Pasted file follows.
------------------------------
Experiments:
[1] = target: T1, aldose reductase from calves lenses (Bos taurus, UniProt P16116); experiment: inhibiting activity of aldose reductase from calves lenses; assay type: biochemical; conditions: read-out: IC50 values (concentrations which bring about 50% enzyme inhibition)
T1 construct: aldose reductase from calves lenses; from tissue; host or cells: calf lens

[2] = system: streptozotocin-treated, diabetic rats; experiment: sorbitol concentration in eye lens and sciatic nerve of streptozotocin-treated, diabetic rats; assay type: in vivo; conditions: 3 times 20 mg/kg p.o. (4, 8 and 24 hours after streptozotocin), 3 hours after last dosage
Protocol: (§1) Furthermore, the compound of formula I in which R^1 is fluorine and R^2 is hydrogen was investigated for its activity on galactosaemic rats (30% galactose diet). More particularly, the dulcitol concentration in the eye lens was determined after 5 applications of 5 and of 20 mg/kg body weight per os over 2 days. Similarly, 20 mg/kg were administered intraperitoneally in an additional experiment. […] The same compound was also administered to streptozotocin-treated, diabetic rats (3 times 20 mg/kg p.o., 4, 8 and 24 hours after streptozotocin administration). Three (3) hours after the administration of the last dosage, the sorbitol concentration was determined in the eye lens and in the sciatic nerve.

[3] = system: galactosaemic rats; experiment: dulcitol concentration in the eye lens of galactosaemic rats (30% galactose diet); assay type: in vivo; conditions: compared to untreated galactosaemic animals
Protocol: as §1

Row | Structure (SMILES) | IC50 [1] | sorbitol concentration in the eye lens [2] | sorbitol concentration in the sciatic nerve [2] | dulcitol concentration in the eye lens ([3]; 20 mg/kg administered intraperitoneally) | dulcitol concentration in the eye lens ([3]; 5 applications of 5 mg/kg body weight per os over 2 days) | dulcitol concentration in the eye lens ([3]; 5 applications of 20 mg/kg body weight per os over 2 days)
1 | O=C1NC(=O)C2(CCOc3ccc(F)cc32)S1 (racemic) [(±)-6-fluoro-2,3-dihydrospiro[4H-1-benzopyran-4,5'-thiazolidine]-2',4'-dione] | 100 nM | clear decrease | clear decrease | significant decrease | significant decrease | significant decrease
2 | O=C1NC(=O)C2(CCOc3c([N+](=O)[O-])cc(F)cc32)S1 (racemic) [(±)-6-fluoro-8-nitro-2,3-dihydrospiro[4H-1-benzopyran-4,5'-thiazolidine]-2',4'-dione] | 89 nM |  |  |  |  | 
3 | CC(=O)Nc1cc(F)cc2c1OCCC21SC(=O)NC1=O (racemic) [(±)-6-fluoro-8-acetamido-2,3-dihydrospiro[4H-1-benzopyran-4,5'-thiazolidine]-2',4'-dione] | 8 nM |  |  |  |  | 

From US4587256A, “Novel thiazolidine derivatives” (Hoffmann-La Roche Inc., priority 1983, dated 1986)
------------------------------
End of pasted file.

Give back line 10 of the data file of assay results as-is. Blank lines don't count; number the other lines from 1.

2 | O=C1NC(=O)C2(CCOc3c([N+](=O)[O-])cc(F)cc32)S1 (racemic) [(±)-6-fluoro-8-nitro-2,3-dihydrospiro[4H-1-benzopyran-4,5'-thiazolidine]-2',4'-dione] | 89 nM |  |  |  |  | 